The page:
Writers Without Borders

I mentioned yesterday I was thinking of a post that combined congrats for Greg Bardsley and an obituary for Borders. I couldn’t figure out how best to do that one, but Borders has been weighing heavily on my mind lately so you’re going to get a solo topic.

Insert Shocked Faces.

I know the impression of Borders is that of the villain, and for many they may well be. But for me Borders was always the good guy. I am not a fan of Barnes and Noble. I dislike their selection, their design, the culture, and just about everything else. But Borders always felt like more of a community book store. They had a good selection of books from small presses and they were always welcoming to local authors, even little know local authors. When I was first coming of age as a book buyer, the closest book stores were in Ann Arbor. There were lots of used book stores, and of course there was Aunt Agatha’s, but there was also Borders. Up in Flint, where I grew up, there was no local bookstore other than the mall Walden books which didn’t do much for me and always seemed overpriced.

The Borders in Flint opened during my early college years and brought a little bit of Ann Arbor to Flint. This was before Amazon and really even the Internet and Borders let me browse and find new authors just by wandering I never would have found otherwise. I spent so many Friday nights browsing that store, and drinking coffee there, and writing, and buying great books that it came to define me at an important time in my life. Everyone knew that a Borders gift card was always a good choice for any holiday.

Borders was the only place I ever felt confident approaching and talking to girls I didn’t know, something I never did at bars or anywhere else. Anytime I started feeling close to a new friend, I talked them into visiting Borders so we could stroll the aisles and see where we stood on the important issues of literature and society (like should Chicklit be its own section or should it be under romance, or why some crime books were housed under literature and some under Mystery). Again, so much of that impressionable time in my life can be traced back to Borders and now it’s going to be gone.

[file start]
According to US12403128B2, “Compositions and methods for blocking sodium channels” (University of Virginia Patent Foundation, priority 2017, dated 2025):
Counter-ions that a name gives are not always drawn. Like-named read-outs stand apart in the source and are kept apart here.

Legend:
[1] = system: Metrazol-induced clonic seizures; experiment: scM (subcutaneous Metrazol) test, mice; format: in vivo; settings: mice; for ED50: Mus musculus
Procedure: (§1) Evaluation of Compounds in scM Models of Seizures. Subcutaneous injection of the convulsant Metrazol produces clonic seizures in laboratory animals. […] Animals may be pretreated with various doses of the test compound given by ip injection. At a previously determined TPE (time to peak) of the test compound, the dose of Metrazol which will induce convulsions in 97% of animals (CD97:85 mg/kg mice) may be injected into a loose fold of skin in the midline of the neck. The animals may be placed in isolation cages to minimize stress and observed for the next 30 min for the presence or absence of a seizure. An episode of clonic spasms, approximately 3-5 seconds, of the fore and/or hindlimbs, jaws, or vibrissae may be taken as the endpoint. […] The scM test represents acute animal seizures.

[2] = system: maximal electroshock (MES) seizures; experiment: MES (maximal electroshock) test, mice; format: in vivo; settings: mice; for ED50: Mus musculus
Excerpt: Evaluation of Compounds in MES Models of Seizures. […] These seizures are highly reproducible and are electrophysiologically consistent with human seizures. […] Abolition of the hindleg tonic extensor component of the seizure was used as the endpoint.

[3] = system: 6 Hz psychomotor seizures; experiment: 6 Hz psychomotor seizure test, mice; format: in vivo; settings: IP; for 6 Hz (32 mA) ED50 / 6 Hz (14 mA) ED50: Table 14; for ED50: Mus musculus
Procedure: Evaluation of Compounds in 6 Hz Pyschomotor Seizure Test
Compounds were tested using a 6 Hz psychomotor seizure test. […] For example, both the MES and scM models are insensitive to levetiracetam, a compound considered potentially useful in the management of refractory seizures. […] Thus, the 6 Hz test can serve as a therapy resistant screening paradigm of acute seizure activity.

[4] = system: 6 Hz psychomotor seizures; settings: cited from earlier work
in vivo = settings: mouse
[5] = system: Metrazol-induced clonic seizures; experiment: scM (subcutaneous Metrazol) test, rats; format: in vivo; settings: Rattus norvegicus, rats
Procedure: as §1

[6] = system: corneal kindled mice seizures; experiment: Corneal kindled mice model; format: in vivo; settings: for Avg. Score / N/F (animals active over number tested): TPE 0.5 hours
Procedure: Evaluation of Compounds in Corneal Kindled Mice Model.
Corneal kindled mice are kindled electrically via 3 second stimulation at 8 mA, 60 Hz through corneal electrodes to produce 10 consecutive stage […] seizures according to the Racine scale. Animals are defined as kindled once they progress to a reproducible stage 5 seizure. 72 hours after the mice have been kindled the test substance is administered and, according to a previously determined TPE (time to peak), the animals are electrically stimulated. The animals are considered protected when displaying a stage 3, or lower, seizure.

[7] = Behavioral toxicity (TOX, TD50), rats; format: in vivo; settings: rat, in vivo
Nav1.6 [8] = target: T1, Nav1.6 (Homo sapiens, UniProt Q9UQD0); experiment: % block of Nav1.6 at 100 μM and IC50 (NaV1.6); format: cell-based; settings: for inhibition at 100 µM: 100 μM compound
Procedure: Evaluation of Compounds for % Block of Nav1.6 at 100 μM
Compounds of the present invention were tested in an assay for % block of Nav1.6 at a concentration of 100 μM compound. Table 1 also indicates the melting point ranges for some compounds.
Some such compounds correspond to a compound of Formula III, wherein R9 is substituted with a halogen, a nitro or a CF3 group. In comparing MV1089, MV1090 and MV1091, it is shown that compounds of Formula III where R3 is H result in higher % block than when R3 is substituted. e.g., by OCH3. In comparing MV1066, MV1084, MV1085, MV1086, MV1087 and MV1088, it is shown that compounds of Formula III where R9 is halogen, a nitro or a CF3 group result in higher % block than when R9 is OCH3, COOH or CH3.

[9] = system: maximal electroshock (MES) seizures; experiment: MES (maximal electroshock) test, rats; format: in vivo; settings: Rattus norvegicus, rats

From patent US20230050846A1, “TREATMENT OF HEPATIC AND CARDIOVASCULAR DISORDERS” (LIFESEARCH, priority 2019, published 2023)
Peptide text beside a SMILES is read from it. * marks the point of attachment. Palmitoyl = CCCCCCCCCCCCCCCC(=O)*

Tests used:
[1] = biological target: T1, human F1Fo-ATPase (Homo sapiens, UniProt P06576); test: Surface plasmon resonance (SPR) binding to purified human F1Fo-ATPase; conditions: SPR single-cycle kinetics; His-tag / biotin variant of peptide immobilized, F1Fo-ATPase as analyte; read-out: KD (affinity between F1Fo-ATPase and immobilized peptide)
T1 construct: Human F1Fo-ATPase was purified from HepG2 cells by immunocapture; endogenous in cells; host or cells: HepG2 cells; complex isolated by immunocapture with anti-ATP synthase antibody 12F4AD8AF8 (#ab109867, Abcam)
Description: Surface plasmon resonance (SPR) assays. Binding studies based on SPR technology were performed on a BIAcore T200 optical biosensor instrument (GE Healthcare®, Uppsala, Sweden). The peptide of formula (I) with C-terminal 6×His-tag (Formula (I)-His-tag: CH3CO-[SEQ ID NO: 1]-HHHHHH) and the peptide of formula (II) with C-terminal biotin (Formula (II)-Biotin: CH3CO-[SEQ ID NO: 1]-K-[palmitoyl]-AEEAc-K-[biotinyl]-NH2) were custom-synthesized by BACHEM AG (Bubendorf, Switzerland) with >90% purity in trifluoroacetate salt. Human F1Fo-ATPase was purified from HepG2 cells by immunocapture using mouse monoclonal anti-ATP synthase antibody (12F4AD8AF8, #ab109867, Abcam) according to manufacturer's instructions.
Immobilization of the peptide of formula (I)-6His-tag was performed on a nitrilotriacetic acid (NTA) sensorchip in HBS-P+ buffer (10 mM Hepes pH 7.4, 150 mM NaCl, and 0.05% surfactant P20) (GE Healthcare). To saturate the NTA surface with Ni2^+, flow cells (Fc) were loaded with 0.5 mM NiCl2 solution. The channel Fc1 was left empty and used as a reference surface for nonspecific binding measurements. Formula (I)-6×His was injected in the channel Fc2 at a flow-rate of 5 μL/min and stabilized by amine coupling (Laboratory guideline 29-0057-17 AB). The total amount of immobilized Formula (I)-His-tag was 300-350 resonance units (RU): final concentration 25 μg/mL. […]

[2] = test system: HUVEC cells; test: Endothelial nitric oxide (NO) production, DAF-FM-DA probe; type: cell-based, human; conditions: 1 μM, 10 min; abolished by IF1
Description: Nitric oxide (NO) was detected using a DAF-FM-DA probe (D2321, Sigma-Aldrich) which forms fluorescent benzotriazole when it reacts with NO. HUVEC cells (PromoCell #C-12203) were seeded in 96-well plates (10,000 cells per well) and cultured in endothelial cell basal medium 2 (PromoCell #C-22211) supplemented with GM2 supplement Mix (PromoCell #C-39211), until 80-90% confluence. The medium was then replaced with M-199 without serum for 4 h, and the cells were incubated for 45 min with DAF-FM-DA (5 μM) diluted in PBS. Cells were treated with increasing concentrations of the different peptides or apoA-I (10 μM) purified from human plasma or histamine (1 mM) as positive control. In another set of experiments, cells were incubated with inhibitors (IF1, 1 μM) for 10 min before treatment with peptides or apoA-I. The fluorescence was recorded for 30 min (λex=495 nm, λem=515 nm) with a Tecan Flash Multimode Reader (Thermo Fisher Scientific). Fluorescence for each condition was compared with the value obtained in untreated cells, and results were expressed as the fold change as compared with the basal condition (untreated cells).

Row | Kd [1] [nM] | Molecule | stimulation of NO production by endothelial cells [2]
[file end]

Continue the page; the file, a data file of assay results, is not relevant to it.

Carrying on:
Even as I’ve aged and grown up, Borders has played a big role in my life. After Spenser was born, he screamed A LOT and on Saturdays one of the things that would calm him down was walking around the mall. When he would finally fall asleep I’d roll through the Borders Express and when Spenser would eventually wake up, those were the only times he wouldn’t wake up screaming. I think the whole environment of the place calmed him down.

And then there’s the writing memories. I’ve written chunks of every novel I’ve completed in a Borders at some point. There were Borders in New York, Chicago, Flint, Ann Arbor, Toledo, Cleveland, and many other places where I left pieces of my creative self and absorbed pieces of the city. For the longest time, Borders was where I went to finish stories because they were the only place without free wi-fi access. So most of my favorite stories were completed at a Borders, including the story (Murder Boy from Thuglit) that would finally see my own name in a printed book on a Borders shelf thanks to Todd Robinson and the marketing muscle of Kensington Books.

I’m sad my own novels won’t ever be on a Borders shelf. I really sad that I’ll never get to take Spenser or Holly to story times there or buy them books there. I’m sad that the Borders just around the corner from me that opened the week I moved to Canton and made me feel like home will be abandoned. Other memories will replace these I’m sure. The independent stores (including Aunt Agatha’s where Spenser and Holly have both spent significant time since they were born) are still alive and will hopefully thrive in the new environment, but I’m a sentimental twit and don’t deal with change well.

RIP Borders. Thanks for everything.